Minneapolis born John Lurie is a jack of all trades. He was originally a musician, playing sax in NYC no wave group Lounge Lizards. Later, in the 1980s, he moved on to acting, having a number of memorable roles in Jim Jarmusch movies like Down By Law. Mostly recently however, and especially since isolating himself due to what seems to be Lyme disease, Lurie has been a painter, creating dark, absurdist works with unusual titles. If you like his work, I recommend adding him on Facebook. His online updates are little gems of black humor, just like his paintings.
According to the Daily Mail artist Stuart Murdoch created a massive tank out of 5,000 empty egg cartons, 26 litres of glue, 10,100 nails, 15 litres of paint, 80 square metres of steel and 5,013 staples. The piece took over 512 hours to build and was made to raise money for Help For Heroes which helps wounded British servicemen and women returning from conflict. More images of the tank after the jump.
Renowned for its experimental installations and out-of-this-world designs, self-proclaimed “spatial laboratory” Loop.pH crafts site-specific, highly collaborative works all over the world. For their latest piece, Atmeture, the studio has created an illuminated structure that, through the use of vitreous, inflatable membranes and a system of air pumps and circulating smoke, appears to breathe.
Woven from thin fibres comprising a geometric trellis, the structure is cited as “an ephemeral luminous architectural tunnel that draws visitors into an open and animated form woven from lightweight fibres.” As viewers walk through the tunnel, they become surrounded by swirling smoke and ethereal luminescence and are able to interact with the seemingly sentient structure.
Like much of Loop.pH’s pieces, Atmeture was imagined and created as a site-specific piece. Commissioned by onedotzero, a cultural organization praised for “curating and producing memorable and engaging events, exhibitions and experiences,” Atmeture was intended for Letchworth’s ‘Fire & Fright Festival,’ which took place from October 28 through November 5, 2014.
While Atmeture’s glowing presence in the festival has unfortunately come and gone, you can still take a stroll through the otherworldly tunnel with the click of a mouse! Be sure to check out the video for the living, breathing experience. (Via The Creators Project)
These are much more than simple balloon animals. Jason Hackenwerth‘s creations float like giant swimming organisms. His newest creature, Pisces, which recently debuted at the Edinburgh International Science festival is particularly massive. Pisces is built of thousands of balloons blown up and tied together. It took three of members of the festival six days to blow up all of the balloons for the 40 foot structure. The piece now hangs in the Grand Gallery of the National Museum of Scotland through April 14, 2013.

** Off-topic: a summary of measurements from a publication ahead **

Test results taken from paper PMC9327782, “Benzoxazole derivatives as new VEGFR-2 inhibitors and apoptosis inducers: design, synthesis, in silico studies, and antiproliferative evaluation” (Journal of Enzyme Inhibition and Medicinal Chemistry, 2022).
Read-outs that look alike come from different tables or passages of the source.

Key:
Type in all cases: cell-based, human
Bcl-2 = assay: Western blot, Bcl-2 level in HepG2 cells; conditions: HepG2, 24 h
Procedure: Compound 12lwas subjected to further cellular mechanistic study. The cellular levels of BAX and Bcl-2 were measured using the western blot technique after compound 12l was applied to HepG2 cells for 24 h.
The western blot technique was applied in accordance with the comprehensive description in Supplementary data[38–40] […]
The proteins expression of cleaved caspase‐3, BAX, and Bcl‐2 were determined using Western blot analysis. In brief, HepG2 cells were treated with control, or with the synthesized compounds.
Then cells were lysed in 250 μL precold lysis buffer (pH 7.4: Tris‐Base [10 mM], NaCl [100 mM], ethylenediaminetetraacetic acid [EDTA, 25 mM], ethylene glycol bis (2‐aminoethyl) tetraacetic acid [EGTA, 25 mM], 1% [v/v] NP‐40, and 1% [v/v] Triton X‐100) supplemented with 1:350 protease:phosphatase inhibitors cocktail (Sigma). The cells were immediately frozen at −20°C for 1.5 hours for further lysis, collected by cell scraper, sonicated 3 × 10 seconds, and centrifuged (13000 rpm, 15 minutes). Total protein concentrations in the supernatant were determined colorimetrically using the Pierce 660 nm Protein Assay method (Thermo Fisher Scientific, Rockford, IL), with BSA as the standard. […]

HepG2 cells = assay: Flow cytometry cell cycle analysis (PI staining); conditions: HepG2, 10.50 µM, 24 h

Gabriel Moreno does beautiful work with such basic materials: a pen and a brush. His illustrations begin in black and white, upon which Moreno builds, adding layers of color and images of other places and people tattooed into their skin. Flowers, birds, and faces organically expand from his subjects, as if a rush of creativity, or a dream, is escaping them.
Mathieu Connery, aka 500M was busy from this past May to the middle of July. During this time, he painted 10 abstract geometric murals on sidewalks for the second edition of the MURAL festival in Montreal. Connery produced one of them per week that are located along Saint-Laurent Boulevard, which was the official location for the event. His minimalist spray-painted pieces are colorful works that sprawl across the cement and are best enjoyed when looking at them from above.
Connery’s pieces for the festival feature a host of geometric shapes that include criss-crossing lines, block forms, and the illusion of them being in 3D. They are influenced by urban architecture, which you can see in the artist’s organization of these pieces. There’s a fluid rigidity, where lines aren’t exactly straight but mimic things like a net, a building tower, or even a maze. People can interact with them as a work of art (and look at them from afar) or follow the lines and move through them. (Via Vandalog)
The installations of London-based artist Zadok Ben-David‘s miniscule metal flowers are detailed, dense and mesmerizing. His travelling series of the work (called Blackfield) appeared in London, Portugal, Sydney, Singapore, Berlin, Linz, Untergroningen, Seoul, San Francisco and Los Angeles. Derived from illustrations appearing in 19th century Victorian encyclopedias, each iteration contains nearly 20,000 delicate 3-D floral etchings.
Each individual flower is crafted from metal and each side is hand-painted with either a stunning meltdown of color—or a heavy coat of black. Hovering between breathtaking and completely disturbing, the flat, sketch-like sculptures seem ominous as they stand in perfect rows, tucked into a massive bed of white sand.
A nod to the passing of prodigious asinine youth culture documenter, Dash Snow, who reportedly fell victim to the same choice of poison as his photographic subjects. Most of his images are too gnarly (snorting cocaine off a penis, sexual escapades, general urban debauchery) to post on this blog but I’m sure you’ll find them very well & easily if you just Google him. Here’s some of tamer ones after the jump…